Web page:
Tuesday, February 23, 2016

2015 Consultation Comments Submitted to National Maternity Review

On October 31, 2015 my organization electivecesarean.com (also a Stakeholder for various NICE guidance), submitted the following comments during the National Maternity Review consultation:

4.1 Which users/groups/organisation do you represent?
The organisation electivecesarean.com represents women who choose to plan a caesarean birth and also the wider group of pregnant women who don't have a specific birth plan in mind, but deserve access to balanced information on the risks and benefits of different birth plans as they relate to their individual circumstances.

4.2 What do you think are the barriers to providing high quality maternity services?
- The push to reduce caesarean rates to arbitrary levels at any cost (in 2009 the WHO admitted that there is no known optimum rate yet in 2012 the RCOG, NCT and RCM published recommendations to CCGs of a 20% rate).
- There is an emphasis on process (i.e. achieving 'normal' birth) over outcome, positive experience and patient satisfaction.
- Lack of balanced information during antenatal care - risks of planned caesarean are over exaggerated and risks of planned vaginal delivery are underestimated and/or not communicated at all (e.g. stillbirth and pelvic floor damage).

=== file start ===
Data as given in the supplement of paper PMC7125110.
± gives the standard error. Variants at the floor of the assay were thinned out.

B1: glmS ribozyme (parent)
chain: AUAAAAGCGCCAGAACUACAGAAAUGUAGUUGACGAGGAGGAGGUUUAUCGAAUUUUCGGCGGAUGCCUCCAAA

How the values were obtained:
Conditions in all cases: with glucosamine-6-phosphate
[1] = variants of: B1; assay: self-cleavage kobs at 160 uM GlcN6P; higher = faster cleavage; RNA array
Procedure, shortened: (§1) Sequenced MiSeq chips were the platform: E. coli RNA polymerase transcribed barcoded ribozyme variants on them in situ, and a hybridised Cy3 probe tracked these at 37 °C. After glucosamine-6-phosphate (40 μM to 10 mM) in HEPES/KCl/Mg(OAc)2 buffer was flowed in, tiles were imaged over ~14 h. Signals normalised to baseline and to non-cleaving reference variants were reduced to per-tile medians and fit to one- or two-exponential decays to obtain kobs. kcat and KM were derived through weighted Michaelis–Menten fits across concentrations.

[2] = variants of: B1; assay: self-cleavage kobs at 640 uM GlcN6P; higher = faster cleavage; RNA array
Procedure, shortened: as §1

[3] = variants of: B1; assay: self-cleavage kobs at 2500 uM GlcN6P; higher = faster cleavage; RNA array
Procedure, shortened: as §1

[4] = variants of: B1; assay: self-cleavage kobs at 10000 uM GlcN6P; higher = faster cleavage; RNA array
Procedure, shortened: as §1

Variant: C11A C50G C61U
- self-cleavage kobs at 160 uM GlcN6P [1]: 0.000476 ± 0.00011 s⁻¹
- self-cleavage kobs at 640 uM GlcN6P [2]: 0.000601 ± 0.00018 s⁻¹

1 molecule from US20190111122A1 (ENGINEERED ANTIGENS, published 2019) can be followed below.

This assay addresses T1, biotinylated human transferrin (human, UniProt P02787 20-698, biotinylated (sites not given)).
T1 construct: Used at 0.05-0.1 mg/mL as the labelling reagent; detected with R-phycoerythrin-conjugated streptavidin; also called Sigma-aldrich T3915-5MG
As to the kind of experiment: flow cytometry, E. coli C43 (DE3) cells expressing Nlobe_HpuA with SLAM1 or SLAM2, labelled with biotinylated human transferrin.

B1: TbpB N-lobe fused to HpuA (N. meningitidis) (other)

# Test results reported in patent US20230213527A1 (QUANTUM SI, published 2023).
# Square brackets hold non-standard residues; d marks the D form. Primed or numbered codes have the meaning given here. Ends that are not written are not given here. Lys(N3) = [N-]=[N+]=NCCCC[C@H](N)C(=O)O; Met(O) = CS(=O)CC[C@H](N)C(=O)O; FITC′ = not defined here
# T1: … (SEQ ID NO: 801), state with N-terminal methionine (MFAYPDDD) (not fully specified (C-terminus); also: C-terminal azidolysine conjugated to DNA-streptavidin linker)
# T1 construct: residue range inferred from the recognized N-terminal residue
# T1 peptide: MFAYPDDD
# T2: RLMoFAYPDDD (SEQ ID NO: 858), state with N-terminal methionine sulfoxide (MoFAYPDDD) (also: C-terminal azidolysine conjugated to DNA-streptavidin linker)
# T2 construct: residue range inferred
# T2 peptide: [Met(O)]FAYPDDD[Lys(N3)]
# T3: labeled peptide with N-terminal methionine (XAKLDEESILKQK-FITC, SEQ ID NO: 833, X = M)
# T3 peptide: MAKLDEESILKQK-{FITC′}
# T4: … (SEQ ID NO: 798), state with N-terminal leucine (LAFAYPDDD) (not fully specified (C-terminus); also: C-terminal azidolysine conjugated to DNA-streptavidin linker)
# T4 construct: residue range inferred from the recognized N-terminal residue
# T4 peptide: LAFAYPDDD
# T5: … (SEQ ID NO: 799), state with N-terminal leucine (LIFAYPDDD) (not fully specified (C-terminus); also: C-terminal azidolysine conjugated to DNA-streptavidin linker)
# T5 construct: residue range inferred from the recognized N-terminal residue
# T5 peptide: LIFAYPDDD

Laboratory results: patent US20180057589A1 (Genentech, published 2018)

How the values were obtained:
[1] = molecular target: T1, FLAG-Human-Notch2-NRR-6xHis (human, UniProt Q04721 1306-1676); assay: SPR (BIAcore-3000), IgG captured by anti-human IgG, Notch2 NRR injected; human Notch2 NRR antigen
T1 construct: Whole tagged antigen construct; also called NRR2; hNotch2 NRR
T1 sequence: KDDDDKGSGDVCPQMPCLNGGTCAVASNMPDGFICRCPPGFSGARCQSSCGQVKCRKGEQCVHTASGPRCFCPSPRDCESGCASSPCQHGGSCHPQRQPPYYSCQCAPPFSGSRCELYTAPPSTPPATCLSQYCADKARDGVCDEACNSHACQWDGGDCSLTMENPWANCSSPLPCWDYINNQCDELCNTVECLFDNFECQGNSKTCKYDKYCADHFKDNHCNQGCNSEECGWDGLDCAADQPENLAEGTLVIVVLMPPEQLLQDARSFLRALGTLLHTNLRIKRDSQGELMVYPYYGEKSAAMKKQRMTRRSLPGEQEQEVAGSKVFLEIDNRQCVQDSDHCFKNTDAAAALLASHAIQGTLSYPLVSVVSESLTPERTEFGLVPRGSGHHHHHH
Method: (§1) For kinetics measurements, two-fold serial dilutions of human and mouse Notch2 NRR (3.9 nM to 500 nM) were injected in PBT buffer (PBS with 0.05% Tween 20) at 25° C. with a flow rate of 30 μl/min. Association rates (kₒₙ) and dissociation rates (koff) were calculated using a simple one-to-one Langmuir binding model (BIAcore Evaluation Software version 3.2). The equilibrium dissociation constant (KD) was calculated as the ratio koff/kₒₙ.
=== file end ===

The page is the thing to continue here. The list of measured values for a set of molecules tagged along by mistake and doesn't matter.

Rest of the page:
- Research that does not gather and report on maternity data in a way that best informs both national research and evidence, and women (e.g. the Birthplace Study only compared place of birth and not mode of birth, which is unhelpful; it also excluded stillbirths that occurred prior to the onset of labour).

4.3 What do we need to do to make maternity services better?

- Listen to women.
- Listen to smaller organisations that represent women.
- Emphasise less the importance of the birth process, and wanting as many births as possible to be 'normal', and focus more on safety and patient satisfaction.
- Learn from mistakes.

- Ensure that caesarean on maternal request NICE guidance (and quality standards) is followed in ALL hospitals; too many women are still being refused (most recently my organisation was made aware of case in which the phrase 'too posh to push' was used during a woman's antenatal con- sultation - this is unacceptable).
- Recognise it is not simply staffing shortages that are an issue (though more consultant obstetricians are needed and one-to-one midwifery care is beneficial) but rather the attitude that all women 'should' give birth naturally - restricting access to epidurals and caesareans (whether these are requested before or after the onset of labour).

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